The Demystifying Tech Podcast invited me back as a guest, and during the conversation the security of elections was discussed. It was given only a few minutes between other items which is a real shame, so I thought I’d expand on some of the points I made here and give a little bit of an introduction to the prior art of election hacking.
The Problems of Security Testing and Unmanageable Reports
I’d like to talk a little bit about security testing, the problem of information overload and issue prioritisation. To do this I intend on broadly discussing some of the problems of the various options for security testing that organisations have.
I’ve written about some related things before, if you’d like a warm up:
- Vulnerability Assessments vs Penetration Tests.
- Security is Hard: Why are you laughing
- Security is Hard: Where do I start
However, I’d like to look a little at security a little more strategically today and to discuss the wider problems with security testing. To centre around the idea that, there are three main problems with the way companies approach security testing:
This post is not supposed to be a complete list of steps a company should take when securing a network, system, or company – but more of a handy reference for when companies ask me: “Where do we even start?” Which happens about once a week…
My pinned tweet got a lot of attention online, in fact it’s got more attention than probably ever one of my other tweets combined – even more than that time I had a Rap Battle over twitter! Tweets are short, you’re limited to 140 characters and it’s difficult to give depth and context in such a small message.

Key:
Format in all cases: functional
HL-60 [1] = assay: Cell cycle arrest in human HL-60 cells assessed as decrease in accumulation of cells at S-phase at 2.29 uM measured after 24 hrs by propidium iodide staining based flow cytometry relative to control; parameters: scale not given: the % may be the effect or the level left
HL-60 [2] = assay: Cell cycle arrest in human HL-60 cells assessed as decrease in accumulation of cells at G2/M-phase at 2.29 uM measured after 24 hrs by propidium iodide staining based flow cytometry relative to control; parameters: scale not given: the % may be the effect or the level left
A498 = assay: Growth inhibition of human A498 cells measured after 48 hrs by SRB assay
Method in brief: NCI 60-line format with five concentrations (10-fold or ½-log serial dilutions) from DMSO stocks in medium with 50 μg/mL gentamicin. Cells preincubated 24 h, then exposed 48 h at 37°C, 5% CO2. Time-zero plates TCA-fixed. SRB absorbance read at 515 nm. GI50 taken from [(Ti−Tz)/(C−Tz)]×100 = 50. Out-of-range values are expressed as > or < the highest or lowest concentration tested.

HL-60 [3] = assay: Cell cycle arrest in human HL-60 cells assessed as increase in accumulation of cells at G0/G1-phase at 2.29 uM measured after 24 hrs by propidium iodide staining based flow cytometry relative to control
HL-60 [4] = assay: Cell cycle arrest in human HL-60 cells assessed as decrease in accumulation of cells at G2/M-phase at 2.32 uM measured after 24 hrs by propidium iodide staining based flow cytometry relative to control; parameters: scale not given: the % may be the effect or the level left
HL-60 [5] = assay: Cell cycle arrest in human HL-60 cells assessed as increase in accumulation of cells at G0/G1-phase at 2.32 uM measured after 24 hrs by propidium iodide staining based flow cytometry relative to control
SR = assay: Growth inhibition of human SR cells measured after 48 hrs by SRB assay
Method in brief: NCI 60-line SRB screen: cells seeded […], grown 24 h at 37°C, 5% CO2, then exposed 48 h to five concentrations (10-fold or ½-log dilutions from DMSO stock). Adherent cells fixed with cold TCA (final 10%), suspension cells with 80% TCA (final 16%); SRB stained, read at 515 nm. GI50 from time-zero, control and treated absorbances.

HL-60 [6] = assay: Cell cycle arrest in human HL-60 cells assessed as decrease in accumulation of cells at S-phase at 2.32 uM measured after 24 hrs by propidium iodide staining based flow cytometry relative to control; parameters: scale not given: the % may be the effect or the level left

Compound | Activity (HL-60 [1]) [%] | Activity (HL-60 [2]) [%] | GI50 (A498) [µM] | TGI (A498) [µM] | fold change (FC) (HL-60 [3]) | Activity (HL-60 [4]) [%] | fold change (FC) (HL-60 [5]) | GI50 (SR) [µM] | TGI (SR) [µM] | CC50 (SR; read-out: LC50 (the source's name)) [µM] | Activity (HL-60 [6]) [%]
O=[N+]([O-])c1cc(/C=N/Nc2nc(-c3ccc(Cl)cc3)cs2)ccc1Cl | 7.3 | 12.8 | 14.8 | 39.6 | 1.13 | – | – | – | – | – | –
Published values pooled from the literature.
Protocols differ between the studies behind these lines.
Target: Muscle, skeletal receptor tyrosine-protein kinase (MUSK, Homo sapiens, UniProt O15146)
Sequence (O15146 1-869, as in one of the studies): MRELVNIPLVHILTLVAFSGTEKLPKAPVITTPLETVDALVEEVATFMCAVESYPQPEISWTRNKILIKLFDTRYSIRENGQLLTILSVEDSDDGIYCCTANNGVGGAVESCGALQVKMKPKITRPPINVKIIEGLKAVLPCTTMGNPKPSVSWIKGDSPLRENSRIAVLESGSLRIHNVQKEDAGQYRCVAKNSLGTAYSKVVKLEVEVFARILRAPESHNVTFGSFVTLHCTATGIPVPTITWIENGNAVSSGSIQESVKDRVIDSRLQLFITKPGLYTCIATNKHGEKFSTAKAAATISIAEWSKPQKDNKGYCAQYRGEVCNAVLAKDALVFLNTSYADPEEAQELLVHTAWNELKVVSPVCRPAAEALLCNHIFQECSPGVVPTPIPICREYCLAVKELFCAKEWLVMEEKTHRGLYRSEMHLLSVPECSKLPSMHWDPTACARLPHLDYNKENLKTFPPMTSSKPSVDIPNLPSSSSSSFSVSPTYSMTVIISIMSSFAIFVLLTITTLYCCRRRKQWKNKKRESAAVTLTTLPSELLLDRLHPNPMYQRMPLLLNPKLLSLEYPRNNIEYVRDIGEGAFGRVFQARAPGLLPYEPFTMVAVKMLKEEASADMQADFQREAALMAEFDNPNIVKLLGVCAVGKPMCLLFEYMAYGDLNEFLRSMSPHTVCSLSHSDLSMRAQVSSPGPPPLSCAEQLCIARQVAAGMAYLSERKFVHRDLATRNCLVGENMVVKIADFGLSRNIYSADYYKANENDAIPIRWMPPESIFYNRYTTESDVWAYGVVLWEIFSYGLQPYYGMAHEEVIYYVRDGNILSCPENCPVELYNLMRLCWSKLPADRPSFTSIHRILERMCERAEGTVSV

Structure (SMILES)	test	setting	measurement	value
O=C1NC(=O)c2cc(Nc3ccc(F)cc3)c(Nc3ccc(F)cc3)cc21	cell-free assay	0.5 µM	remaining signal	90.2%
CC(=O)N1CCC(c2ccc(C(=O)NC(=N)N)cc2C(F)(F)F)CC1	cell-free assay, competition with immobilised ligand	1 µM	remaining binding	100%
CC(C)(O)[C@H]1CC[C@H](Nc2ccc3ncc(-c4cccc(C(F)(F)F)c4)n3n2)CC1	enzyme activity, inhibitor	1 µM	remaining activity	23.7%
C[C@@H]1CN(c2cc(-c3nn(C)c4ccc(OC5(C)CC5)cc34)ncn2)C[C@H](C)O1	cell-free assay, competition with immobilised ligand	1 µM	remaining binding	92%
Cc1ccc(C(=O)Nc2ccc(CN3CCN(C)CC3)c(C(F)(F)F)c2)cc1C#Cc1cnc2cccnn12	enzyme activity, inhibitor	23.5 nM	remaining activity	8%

This weekend I posted a tweet, a short simple statement – with a lot hidden behind it:
Security is Hard
I was trying to provoke discussion around two opposite ends of the security spectrum. The idea that security is so difficult that we might as well abandon the whole idea and the idea that security is trivially simple but there are certain blockers in the way (such as managerial denial, being understaffed, tech debt) which are preventing any real progress. The idea being that people are laughing at the statement “Security is hard” because they so wholeheartedly believe one of the above views that they cannot see the other.
…we don’t whitelist hackers!”
Criminals try to gather information about us online in order to scam us and steal our identities. In America in 2012, identity theft cost the average victim $365 and 12 hours of work to rectify. In 2013 there were 13.1 million U.S. adult victims, that’s nearly one victim every two seconds! That figure represents 5.5% of U.S. adults. This is why being savvy with our online privacy is important!